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Our research

Violence against women and children affects everybody. It impacts on the health, wellbeing and safety of a significant proportion of Australians throughout all states and territories and places an enormous burden on the nation’s economy across family and community services, health and hospitals, income-support and criminal justice systems.


News and events

ANROWS hosts events as part of its knowledge transfer and exchange work, including public lectures, workshops and research launches. Details of upcoming ANROWS activities and news are available from the list on the right.



ANROWS was established by the Commonwealth and all state and territory governments of Australia to produce, disseminate and assist in applying evidence for policy and practice addressing violence against women and their children.



To support the take-up of evidence, ANROWS offers a range of resources developed from research to support practitioners and policy-makers in delivering evidence-based interventions.

research to policy and practice

Domestic violence and women’s economic security: Building Australia’s capacity for prevention and redress: Key findings and future directions

Domestic violence exacerbates economic inequality, as both economic abuse, and other tactics of violence, generate costs for women and contribute to financial instability and stress.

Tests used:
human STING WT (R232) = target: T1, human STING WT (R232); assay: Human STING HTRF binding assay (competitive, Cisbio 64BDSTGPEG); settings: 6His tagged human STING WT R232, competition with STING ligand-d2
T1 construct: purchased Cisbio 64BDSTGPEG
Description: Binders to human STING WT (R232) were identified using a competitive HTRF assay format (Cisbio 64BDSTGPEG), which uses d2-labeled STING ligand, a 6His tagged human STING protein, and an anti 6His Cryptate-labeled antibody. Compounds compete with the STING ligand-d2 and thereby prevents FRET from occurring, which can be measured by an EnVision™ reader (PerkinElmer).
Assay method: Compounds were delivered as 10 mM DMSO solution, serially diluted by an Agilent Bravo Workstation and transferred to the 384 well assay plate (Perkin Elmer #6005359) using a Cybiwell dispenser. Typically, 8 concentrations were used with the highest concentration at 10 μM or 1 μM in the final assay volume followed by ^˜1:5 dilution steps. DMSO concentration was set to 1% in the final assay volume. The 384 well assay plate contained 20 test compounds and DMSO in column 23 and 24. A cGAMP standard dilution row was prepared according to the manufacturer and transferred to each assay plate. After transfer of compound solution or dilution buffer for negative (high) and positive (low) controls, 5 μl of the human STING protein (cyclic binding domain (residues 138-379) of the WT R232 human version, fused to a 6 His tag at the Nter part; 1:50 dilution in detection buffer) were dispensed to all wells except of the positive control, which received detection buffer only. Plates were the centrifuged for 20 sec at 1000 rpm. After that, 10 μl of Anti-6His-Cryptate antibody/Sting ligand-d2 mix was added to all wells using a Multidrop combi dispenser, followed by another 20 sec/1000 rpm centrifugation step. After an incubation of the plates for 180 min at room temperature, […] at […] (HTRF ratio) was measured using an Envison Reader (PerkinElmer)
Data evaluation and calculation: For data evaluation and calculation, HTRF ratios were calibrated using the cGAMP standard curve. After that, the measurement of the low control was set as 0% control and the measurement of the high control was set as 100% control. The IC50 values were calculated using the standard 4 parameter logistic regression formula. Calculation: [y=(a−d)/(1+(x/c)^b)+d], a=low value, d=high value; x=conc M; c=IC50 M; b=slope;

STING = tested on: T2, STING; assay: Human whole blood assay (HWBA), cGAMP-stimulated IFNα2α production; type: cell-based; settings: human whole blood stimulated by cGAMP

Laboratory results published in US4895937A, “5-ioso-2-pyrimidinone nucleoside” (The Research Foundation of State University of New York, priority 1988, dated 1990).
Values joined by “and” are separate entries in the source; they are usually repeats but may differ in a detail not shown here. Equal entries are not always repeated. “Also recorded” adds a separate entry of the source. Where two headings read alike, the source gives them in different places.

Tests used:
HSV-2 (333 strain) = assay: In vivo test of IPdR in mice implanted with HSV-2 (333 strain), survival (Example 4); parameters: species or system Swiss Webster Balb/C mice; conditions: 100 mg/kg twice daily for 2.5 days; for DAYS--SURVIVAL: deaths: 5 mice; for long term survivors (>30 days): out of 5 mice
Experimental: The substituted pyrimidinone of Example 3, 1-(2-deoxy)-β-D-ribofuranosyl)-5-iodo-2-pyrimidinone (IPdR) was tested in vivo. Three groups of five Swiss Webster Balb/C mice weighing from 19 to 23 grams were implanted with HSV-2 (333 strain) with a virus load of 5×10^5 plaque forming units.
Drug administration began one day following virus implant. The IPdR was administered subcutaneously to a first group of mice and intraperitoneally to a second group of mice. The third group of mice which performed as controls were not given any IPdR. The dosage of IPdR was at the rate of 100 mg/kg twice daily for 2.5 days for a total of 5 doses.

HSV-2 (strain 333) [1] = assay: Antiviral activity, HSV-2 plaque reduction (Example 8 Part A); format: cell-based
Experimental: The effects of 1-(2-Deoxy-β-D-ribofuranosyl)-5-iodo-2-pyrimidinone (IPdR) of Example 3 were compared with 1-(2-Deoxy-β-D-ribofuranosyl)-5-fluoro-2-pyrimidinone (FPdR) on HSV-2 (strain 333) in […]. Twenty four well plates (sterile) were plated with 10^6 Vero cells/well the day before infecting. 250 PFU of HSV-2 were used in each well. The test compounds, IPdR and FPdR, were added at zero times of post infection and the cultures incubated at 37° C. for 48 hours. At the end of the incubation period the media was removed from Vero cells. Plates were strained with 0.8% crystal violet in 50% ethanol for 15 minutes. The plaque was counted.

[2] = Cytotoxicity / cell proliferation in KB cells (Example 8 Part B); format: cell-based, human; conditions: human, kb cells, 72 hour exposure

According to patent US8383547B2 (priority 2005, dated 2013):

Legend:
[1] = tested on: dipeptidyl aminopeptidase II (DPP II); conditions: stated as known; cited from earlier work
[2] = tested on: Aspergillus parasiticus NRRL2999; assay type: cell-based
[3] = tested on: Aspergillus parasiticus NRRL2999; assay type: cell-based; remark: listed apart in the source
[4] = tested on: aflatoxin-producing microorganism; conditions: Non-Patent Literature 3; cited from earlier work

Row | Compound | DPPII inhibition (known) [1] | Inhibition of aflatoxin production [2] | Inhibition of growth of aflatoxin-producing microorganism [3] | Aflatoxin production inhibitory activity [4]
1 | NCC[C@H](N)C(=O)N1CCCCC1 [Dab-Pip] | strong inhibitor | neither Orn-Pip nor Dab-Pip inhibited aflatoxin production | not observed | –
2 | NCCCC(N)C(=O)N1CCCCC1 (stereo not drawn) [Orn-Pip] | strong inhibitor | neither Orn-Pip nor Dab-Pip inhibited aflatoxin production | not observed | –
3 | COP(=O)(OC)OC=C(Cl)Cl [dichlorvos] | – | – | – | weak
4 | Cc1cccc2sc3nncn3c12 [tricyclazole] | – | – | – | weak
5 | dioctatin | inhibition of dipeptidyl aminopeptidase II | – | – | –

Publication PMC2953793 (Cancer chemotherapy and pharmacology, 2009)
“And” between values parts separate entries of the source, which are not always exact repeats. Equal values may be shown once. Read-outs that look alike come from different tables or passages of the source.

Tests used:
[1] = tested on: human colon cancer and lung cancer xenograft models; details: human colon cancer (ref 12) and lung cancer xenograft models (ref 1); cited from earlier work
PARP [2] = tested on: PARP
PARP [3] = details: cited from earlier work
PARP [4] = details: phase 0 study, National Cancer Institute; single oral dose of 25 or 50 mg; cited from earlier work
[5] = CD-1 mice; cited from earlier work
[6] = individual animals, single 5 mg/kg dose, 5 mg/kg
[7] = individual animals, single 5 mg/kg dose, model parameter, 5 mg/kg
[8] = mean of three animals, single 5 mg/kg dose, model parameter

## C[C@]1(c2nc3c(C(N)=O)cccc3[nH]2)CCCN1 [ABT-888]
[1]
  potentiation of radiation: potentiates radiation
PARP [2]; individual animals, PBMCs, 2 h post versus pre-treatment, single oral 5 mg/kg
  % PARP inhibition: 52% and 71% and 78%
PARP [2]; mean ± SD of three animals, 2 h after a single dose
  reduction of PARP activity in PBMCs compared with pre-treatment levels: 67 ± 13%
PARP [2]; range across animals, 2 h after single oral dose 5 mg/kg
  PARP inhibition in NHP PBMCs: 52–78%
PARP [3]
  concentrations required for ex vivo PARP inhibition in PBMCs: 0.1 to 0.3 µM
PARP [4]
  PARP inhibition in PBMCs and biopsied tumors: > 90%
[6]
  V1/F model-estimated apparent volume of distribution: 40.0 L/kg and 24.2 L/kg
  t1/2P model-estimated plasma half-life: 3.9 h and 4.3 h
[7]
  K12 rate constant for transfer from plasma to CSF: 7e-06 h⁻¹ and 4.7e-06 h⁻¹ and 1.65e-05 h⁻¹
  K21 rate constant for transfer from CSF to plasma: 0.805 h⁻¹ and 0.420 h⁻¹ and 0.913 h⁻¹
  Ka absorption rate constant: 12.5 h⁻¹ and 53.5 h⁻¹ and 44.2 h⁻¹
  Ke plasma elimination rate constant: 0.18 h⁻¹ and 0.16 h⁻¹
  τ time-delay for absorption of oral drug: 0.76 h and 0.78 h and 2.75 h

Australia’s National Plan to Reduce Violence against Women and their Children 2010-2022 recognises the importance of economic wellbeing to the capacity of women and children to rebuild their lives following violence (Department of Social Services, 2014). Consistent with this recognition, and with Australia’s National Research Agenda to Reduce Violence against Women and their Children (ANROWS, 2014), this research was designed to support initiatives to improve women’s economic circumstances following violence. In particular, the research was designed to explore:

  • the impact of violence on women’s economic status;
  • the efficacy and limitations of existing approaches, policies and programs relating to women’s economic security; and
  • ways to more effectively build women’s economic security following violence.

This paper discusses how economic abuse is a frequent tactic of violence. However, service systems are not well equipped to prevent, identify and respond to financial abuse or the other economic harms associated with violence. Financial issues, including the prospect of leaving property or assets behind, are a major factor in women’s decisions about leaving or staying in violent relationships. The economic difficulties arising from violence, including loss of wealth upon separation, reverberate through women’s lives and increase hardship in the long-term.



Publication details

ANROWS Compass (Research to policy and practice papers) are concise papers that summarise key findings of research on violence against women and their children, including research produced under ANROWS’s research program, and provide advice on the implications for policy and practice.


Research Fellow, Social Policy Research Centre, UNSW Australia

Research Associate, Social Policy Research Centre, UNSW Australia

ISSN: 2204-9622 (print) 2204-9630 (online)

8 pp.

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